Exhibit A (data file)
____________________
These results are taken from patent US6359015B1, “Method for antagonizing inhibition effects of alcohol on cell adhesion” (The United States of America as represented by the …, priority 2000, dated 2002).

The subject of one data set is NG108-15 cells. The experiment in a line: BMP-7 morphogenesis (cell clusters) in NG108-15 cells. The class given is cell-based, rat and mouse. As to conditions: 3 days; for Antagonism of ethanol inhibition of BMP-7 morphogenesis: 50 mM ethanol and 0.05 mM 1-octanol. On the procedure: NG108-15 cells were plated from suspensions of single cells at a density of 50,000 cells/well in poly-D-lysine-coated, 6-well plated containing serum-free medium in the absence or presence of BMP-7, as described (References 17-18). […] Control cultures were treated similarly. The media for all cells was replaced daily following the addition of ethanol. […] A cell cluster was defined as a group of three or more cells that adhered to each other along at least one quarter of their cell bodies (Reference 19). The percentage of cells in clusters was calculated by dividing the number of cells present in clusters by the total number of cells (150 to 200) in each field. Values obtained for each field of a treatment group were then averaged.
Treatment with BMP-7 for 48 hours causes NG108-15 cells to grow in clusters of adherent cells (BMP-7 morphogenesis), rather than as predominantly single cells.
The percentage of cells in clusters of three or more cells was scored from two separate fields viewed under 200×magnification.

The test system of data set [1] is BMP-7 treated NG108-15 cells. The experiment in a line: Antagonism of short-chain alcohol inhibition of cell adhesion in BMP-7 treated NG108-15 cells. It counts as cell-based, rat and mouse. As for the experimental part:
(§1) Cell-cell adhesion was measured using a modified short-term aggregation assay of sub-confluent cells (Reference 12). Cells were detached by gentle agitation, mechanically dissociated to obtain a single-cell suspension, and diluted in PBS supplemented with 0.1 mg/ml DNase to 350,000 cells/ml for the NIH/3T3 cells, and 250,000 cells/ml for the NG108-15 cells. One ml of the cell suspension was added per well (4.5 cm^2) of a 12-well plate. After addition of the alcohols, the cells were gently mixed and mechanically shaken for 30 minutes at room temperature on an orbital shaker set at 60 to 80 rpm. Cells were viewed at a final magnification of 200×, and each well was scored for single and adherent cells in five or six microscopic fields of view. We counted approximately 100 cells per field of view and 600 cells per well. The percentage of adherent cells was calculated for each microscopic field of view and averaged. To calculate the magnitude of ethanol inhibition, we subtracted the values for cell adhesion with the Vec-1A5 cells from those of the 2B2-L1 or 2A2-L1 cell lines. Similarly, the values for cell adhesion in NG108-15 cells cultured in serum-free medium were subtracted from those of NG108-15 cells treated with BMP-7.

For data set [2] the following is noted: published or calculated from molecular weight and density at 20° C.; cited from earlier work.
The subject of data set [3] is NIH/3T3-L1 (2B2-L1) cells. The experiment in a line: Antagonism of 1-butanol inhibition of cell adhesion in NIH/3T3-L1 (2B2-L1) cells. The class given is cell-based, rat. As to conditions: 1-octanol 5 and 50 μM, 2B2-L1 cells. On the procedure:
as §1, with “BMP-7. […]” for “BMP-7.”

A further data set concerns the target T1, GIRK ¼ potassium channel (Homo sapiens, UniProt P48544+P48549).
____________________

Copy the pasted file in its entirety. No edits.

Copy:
These results are taken from patent US6359015B1, “Method for antagonizing inhibition effects of alcohol on cell adhesion” (The United States of America as represented by the …, priority 2000, dated 2002).

The subject of one data set is NG108-15 cells. The experiment in a line: BMP-7 morphogenesis (cell clusters) in NG108-15 cells. The class given is cell-based, rat and mouse. As to conditions: 3 days; for Antagonism of ethanol inhibition of BMP-7 morphogenesis: 50 mM ethanol and 0.05 mM 1-octanol. On the procedure: NG108-15 cells were plated from suspensions of single cells at a density of 50,000 cells/well in poly-D-lysine-coated, 6-well plated containing serum-free medium in the absence or presence of BMP-7, as described (References 17-18). […] Control cultures were treated similarly. The media for all cells was replaced daily following the addition of ethanol. […] A cell cluster was defined as a group of three or more cells that adhered to each other along at least one quarter of their cell bodies (Reference 19). The percentage of cells in clusters was calculated by dividing the number of cells present in clusters by the total number of cells (150 to 200) in each field. Values obtained for each field of a treatment group were then averaged.
Treatment with BMP-7 for 48 hours causes NG108-15 cells to grow in clusters of adherent cells (BMP-7 morphogenesis), rather than as predominantly single cells.
The percentage of cells in clusters of three or more cells was scored from two separate fields viewed under 200×magnification.

The test system of data set [1] is BMP-7 treated NG108-15 cells. The experiment in a line: Antagonism of short-chain alcohol inhibition of cell adhesion in BMP-7 treated NG108-15 cells. It counts as cell-based, rat and mouse. As for the experimental part:
(§1) Cell-cell adhesion was measured using a modified short-term aggregation assay of sub-confluent cells (Reference 12). Cells were detached by gentle agitation, mechanically dissociated to obtain a single-cell suspension, and diluted in PBS supplemented with 0.1 mg/ml DNase to 350,000 cells/ml for the NIH/3T3 cells, and 250,000 cells/ml for the NG108-15 cells. One ml of the cell suspension was added per well (4.5 cm^2) of a 12-well plate. After addition of the alcohols, the cells were gently mixed and mechanically shaken for 30 minutes at room temperature on an orbital shaker set at 60 to 80 rpm. Cells were viewed at a final magnification of 200×, and each well was scored for single and adherent cells in five or six microscopic fields of view. We counted approximately 100 cells per field of view and 600 cells per well. The percentage of adherent cells was calculated for each microscopic field of view and averaged. To calculate the magnitude of ethanol inhibition, we subtracted the values for cell adhesion with the Vec-1A5 cells from those of the 2B2-L1 or 2A2-L1 cell lines. Similarly, the values for cell adhesion in NG108-15 cells cultured in serum-free medium were subtracted from those of NG108-15 cells treated with BMP-7.

For data set [2] the following is noted: published or calculated from molecular weight and density at 20° C.; cited from earlier work.
The subject of data set [3] is NIH/3T3-L1 (2B2-L1) cells. The experiment in a line: Antagonism of 1-butanol inhibition of cell adhesion in NIH/3T3-L1 (2B2-L1) cells. The class given is cell-based, rat. As to conditions: 1-octanol 5 and 50 μM, 2B2-L1 cells. On the procedure:
as §1, with “BMP-7. […]” for “BMP-7.”

A further data set concerns the target T1, GIRK ¼ potassium channel (Homo sapiens, UniProt P48544+P48549).